If a woman has heart health factors, such as obesity and smoking while pregnant, her child might end up a decade later with poor heart health, according to a new study from Northwestern Medicine and the Ann & Robert H. Lurie Children's Hospital of Chicago.
The study, published in the Journal of the American Medical Association, is the most comprehensive yet to connect multiple heart factors during pregnancy with health issues in adolescents ages 10 to 14.
Studying more than 2,300 mother-child pairs from six countries, the researchers found that among moms who had more than two heart health factors — like obesity, smoking, high blood pressure or cholesterol — their children were nearly eight times more likely to have poor heart health, monitoring factors in the kids like blood pressure, cholesterol and glucose.
"To me, that's a pretty striking finding," said Dr. Amanda Perak, a cardiologist who co-wrote the study. A better understanding of why children have cardiovascular issues can help them avoid heart attacks, strokes and premature deaths, she said.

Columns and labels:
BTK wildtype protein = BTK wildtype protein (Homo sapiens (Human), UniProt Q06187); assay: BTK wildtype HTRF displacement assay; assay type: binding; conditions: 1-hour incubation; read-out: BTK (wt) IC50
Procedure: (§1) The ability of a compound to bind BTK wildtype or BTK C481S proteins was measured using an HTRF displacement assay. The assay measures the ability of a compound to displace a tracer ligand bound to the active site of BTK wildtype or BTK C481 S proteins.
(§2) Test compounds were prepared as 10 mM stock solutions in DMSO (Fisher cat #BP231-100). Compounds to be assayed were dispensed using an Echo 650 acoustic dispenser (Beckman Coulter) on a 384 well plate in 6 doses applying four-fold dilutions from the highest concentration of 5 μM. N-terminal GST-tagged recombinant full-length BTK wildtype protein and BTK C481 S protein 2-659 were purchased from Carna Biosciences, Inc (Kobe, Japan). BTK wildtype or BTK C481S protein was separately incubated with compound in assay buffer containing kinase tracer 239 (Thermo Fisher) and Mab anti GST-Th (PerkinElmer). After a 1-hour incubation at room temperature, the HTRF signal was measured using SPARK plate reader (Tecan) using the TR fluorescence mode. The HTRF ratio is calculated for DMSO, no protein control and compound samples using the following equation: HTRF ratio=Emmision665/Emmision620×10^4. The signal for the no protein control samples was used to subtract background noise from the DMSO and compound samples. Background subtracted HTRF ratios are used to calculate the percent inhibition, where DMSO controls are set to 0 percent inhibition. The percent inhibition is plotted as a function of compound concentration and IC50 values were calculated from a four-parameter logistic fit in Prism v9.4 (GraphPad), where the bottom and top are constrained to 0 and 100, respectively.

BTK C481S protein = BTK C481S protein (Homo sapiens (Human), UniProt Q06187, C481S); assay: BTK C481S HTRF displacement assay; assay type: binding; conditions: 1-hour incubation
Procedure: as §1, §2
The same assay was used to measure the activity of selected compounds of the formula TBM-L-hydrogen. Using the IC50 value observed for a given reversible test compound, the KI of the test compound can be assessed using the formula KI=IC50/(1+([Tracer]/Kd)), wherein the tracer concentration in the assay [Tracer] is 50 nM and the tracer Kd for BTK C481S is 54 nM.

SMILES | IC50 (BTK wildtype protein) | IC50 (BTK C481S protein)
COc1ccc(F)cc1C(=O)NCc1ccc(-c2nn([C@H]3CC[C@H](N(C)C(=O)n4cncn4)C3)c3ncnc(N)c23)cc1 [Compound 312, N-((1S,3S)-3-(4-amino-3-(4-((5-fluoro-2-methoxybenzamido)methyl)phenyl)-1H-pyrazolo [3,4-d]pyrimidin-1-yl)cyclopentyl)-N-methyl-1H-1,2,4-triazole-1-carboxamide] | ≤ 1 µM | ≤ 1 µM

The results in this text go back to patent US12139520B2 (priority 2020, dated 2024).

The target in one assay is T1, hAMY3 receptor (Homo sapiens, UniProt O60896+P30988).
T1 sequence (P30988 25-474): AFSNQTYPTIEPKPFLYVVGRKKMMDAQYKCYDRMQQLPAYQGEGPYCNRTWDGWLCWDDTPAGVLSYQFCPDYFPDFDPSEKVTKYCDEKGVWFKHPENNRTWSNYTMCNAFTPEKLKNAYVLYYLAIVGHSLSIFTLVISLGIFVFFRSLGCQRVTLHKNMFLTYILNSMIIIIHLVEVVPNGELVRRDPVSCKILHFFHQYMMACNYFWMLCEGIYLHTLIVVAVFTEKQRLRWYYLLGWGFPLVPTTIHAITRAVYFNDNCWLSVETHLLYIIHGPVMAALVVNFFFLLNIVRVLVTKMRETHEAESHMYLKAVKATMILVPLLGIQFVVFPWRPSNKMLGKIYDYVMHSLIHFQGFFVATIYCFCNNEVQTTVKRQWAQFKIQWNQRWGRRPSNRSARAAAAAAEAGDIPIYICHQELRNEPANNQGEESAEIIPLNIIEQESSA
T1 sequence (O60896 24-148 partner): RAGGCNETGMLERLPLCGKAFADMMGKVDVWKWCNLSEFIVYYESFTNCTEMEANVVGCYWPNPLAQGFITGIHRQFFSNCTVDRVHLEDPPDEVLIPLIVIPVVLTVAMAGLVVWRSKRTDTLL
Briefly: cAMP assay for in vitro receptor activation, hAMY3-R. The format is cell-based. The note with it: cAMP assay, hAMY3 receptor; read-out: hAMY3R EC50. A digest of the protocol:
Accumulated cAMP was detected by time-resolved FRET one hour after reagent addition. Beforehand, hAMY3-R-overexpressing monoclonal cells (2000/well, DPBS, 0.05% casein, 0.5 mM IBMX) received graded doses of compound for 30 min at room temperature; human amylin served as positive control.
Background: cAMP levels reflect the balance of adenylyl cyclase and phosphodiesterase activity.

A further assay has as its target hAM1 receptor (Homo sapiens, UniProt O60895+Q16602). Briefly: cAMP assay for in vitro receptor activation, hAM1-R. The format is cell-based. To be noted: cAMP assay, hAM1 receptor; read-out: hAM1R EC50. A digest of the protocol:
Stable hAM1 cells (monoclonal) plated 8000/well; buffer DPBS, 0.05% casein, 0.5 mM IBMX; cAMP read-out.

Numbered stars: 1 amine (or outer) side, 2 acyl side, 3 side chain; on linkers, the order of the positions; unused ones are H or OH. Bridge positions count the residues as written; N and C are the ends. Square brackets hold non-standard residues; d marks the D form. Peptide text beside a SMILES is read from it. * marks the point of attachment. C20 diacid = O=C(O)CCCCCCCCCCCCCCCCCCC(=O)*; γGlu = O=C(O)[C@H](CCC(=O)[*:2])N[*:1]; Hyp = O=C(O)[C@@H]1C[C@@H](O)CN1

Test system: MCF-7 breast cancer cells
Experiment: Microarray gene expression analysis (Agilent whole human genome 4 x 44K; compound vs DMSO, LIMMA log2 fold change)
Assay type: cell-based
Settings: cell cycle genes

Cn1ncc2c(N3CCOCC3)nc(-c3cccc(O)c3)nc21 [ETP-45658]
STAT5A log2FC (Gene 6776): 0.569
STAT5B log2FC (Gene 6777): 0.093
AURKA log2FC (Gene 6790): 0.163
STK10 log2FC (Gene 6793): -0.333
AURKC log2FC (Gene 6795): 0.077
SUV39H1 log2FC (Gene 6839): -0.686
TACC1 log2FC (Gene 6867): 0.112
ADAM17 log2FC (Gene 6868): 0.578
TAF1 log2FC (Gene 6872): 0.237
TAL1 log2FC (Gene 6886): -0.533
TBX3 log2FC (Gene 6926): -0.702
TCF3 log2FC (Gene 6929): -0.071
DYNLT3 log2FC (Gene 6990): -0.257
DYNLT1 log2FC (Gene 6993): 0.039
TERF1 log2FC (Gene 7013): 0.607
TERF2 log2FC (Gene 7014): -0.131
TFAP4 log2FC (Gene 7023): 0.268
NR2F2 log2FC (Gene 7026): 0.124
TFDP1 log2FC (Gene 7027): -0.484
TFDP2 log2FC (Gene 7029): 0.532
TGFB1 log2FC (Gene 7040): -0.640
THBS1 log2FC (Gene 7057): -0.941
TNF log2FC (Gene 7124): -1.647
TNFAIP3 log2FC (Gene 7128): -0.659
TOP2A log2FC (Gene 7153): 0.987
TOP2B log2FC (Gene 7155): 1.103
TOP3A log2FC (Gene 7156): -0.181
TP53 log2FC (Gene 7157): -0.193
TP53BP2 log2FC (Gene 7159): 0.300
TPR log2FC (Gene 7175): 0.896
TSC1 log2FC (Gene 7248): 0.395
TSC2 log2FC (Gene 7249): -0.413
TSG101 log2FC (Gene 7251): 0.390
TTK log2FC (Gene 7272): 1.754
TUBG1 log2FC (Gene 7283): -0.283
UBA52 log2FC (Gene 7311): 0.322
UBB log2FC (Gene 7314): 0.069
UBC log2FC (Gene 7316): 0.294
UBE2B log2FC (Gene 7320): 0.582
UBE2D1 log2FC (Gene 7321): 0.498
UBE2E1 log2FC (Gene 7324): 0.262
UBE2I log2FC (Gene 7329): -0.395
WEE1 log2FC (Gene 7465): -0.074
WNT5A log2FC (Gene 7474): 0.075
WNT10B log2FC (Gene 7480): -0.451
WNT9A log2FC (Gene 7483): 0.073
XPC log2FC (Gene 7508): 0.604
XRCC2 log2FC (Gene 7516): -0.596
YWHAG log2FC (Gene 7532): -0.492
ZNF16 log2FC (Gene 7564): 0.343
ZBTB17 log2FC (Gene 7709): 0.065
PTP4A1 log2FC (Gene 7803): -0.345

Perak said they wanted to study the connection between a mom's heart and their children after finding many women have poor heart health during pregnancy. And as a pediatric preventive cardiologist, she often sees children in young adolescence who already have issues like obesity or high cholesterol. Often, those issues only worsen.
"Adults know for themselves that once they've developed obesity or high blood pressure, it's pretty hard to undo that, and unfortunately even in adolescence it's pretty hard," she said.
Heart health among pregnant women has been a concern for maternal health experts. The surgeon general's plan to improve maternal health noted that heart disease is a leading cause of death during pregnancy. Women of color are most vulnerable; the American College of Obstetricians and Gynecologists has noted that Black women are more at risk of dying from cardiovascular diseases than white women.
Previous studies had evaluated single health problems like obesity or high blood pressure during pregnancy, but this study evaluated multiple issues at once, Perak said.
She said if doctors know some babies might be more at risk, they can be more vigilant. "We know those babies need more attention," she said.
It is a good opportunity for further research, she said, for example taking one group of pregnant moms and giving them an intervention for their hearts and for the other half offering usual care, then following both sets of moms and babies.